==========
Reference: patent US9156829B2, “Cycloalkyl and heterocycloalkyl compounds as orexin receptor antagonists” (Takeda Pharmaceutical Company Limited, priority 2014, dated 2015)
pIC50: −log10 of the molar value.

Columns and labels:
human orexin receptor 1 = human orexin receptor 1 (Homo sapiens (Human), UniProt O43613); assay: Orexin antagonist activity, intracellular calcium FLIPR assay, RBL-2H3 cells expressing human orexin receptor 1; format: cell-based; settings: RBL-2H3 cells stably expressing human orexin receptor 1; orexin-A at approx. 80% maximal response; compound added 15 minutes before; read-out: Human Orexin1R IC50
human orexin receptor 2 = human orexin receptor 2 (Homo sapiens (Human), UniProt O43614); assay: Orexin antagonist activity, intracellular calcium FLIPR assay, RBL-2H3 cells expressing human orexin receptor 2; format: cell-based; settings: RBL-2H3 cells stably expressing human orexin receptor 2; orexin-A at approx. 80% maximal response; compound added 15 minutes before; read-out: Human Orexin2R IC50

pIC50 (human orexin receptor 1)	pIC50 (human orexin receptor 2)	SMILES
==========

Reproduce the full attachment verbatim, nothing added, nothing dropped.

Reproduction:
Reference: patent US9156829B2, “Cycloalkyl and heterocycloalkyl compounds as orexin receptor antagonists” (Takeda Pharmaceutical Company Limited, priority 2014, dated 2015)
pIC50: −log10 of the molar value.

Columns and labels:
human orexin receptor 1 = human orexin receptor 1 (Homo sapiens (Human), UniProt O43613); assay: Orexin antagonist activity, intracellular calcium FLIPR assay, RBL-2H3 cells expressing human orexin receptor 1; format: cell-based; settings: RBL-2H3 cells stably expressing human orexin receptor 1; orexin-A at approx. 80% maximal response; compound added 15 minutes before; read-out: Human Orexin1R IC50
human orexin receptor 2 = human orexin receptor 2 (Homo sapiens (Human), UniProt O43614); assay: Orexin antagonist activity, intracellular calcium FLIPR assay, RBL-2H3 cells expressing human orexin receptor 2; format: cell-based; settings: RBL-2H3 cells stably expressing human orexin receptor 2; orexin-A at approx. 80% maximal response; compound added 15 minutes before; read-out: Human Orexin2R IC50

pIC50 (human orexin receptor 1)	pIC50 (human orexin receptor 2)	SMILES